Lecture Notes Module 1

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1 Lecture Notes Module 1 Study Populations A study population is a clearly defined collection of people, animals, plants, or objects. In psychological research, a study population usually consists of a specific group of people. Some examples of human study populations are: all UCSC freshman, all Arizona public school teachers, all spouses of Alzheimer s patients in Minnesota, and all preschool children in Chicago. Measurement Properties In addition to specifying the study population of interest, a psychologist will specify some attribute to measure. When studying human populations, the attribute of interest might be a specific type of academic ability, a personality trait, some particular behavior (e.g., hours of TV watching), an attitude, an interest, an opinion, or a physiological measure (e.g., heart rate, blood pressure, blood flow in specific parts of the brain, brain wave). The measurement of the attribute that the psychologist wants to examine is called the response variable. To measure some attribute of a person s behavior is to assign a numerical value to that person. These measurements can have different properties. A ratio scale measurement has the following three properties: 1) a score of 0 represents a complete absence of the attribute being measured, 2) a ratio of any two scores correctly describes the ratio of attribute quantities, and 3) a difference between two scores correctly describes the difference in attribute quantities. Suppose a person s heart rate is measured. This measurement is a ratio scale measurement because a score of 0 beats per minute (bmp) represents a stopped heart and a heart rate of, say, 100 bpm is twice as fast as a heart rate of 50 bpm. In addition, the difference between two heart rates of, say, 50 and 60 bmp describes the same change in heart rate as the difference between 70 and 80 bpm. With interval scale measurements, a score of 0 does not represent a complete absence of the attribute being measured and a ratio of two scores does not correctly describe the ratio of attribute quantities, but a difference between two interval scale scores correctly describes the difference in attribute quantities. Most measurements of psychological attributes are not ratio scale measurements but are assumed to be interval scale attributes. For instance, the Beck Depression Inventory (BDI) is scored on a 0 63 scale with higher scores representing higher levels of depression. However, a BDI score of 0 does not indicate a complete absence of depression nor does a BDI score of, say, 40 represent twice the amount 1

2 of depression as a BDI score of 20. It is assumed that a difference between two BDI scores correctly describes the difference in depression levels so that a person who initially obtained a BDI score of, say, 30 and then obtained a score 20 after therapy is assumed to have the same level of improvement as a person who initially scored 25 on the BDI and dropped to 15 after therapy. Ratio and interval scale measurements will be referred to simply as quantitative scores. Population Parameters A population parameter is a single unknown numeric value that describes the measurements that could have been assigned to all N people in a specific study population. Psychologists would like to know the value of a particular population parameter because this information could be used to make an important decision or to advance knowledge in some area of research. The population mean, denoted by the Greek letter μ (mu), is a population parameter that is frequently of interest to psychologists. Imagine every person in a study population of size N being assigned a quantitative score. A population mean (μ) is defined as N μ = i=1 y i /N (1.1) where y i is a quantitative score for the i th person in the study population. The N summation notation i=1 y i is a more compact way of writing y 1 + y y N. Consider a study population of 2,450 elementary school teachers in a particular school district. Imagine giving a job burnout questionnaire (scored on a quantitative scale of 1 to 25) to all 2,450 teachers. The population mean job burnout score would be μ = (y1 + y2 + + y2450)/2450 where y i is the burnout score for the i th teacher. Another important population parameter is the population standard deviation which is defined as σ = N i=1 (y i μ) 2 /N and describes the variability of the quantitative measurements. Note that σ cannot be negative. Note also that if all N scores are identical (no variability), every y i value would equal μ and then σ would be zero. The squared standard deviation (σ 2 ) occurs frequently in statistical formulas and is called the variance. 2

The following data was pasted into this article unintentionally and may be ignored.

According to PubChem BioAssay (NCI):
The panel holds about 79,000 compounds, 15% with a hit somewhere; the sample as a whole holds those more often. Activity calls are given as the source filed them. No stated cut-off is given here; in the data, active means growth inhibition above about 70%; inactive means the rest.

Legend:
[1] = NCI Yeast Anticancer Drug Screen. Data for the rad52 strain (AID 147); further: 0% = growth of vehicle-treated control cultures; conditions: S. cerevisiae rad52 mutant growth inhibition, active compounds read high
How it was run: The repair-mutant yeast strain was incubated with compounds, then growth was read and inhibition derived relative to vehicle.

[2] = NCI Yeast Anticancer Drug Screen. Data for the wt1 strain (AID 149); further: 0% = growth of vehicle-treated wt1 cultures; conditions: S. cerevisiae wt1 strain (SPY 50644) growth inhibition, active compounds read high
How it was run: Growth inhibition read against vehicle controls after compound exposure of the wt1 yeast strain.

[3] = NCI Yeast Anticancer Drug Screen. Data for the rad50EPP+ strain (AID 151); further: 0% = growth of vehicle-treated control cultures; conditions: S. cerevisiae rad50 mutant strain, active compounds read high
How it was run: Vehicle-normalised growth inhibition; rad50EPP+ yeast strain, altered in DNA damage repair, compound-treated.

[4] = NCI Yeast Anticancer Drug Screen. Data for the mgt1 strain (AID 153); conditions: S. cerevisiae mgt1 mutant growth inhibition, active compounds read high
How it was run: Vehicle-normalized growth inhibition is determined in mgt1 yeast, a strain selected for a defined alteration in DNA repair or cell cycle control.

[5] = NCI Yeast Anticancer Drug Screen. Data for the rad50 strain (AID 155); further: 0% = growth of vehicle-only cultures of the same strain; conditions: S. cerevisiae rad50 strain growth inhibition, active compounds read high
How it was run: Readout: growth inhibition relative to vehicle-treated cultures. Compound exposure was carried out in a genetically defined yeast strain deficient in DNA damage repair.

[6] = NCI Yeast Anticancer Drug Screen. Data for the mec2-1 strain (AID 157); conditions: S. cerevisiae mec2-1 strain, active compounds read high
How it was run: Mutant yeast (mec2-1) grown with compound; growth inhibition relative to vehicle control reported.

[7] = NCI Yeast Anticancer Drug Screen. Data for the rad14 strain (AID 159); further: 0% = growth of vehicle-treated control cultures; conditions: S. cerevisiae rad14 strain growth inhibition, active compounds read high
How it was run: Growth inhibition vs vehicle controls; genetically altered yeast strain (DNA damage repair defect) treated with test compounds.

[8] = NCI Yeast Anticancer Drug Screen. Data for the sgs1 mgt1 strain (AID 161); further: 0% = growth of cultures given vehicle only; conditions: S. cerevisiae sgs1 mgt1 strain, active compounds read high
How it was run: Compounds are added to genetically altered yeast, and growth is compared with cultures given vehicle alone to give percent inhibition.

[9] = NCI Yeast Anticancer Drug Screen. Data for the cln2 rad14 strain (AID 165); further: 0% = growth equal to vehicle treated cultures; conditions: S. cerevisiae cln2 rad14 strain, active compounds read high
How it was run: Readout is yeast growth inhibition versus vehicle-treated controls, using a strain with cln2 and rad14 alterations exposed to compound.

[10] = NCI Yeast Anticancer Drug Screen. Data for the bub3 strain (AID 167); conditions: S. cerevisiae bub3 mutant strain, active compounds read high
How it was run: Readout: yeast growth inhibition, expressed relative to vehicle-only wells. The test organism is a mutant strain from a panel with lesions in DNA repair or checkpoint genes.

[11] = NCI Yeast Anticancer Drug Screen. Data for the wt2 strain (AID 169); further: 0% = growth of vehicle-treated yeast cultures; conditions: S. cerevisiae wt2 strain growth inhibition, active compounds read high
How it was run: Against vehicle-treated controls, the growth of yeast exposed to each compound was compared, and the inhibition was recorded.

3 Normal (Gaussian) Curve A histogram is a graph that visually describes a set of quantitative scores. A histogram is constructed by specifying several equal-length score intervals and counting the number of people who have scores that fall within each interval. An example of a histogram of scores on the Attention Deficit Checklist (ADC) for 4,810 young adults is shown below. ADC Scores Frequency Mean =10.00 Std. Dev. = N =4,810 y Scientists discovered decades ago that histograms for many different types of quantitative scores could be closely approximated by a certain type of symmetric bell-shaped curve called a normal (or Gaussian) curve. The histogram above includes a graph of a normal curve that closely approximates the shape of the histogram in this particular application. If a set of quantitative scores is approximately normal, the scores will have the following characteristics: about half of the scores are above the mean and about half are below the mean about 68% of the scores are within 1 standard deviation of the mean about 95% of the scores are within 2 standard deviations of the mean almost all (99.7%) of the scores are within 3 standard deviations of the mean 3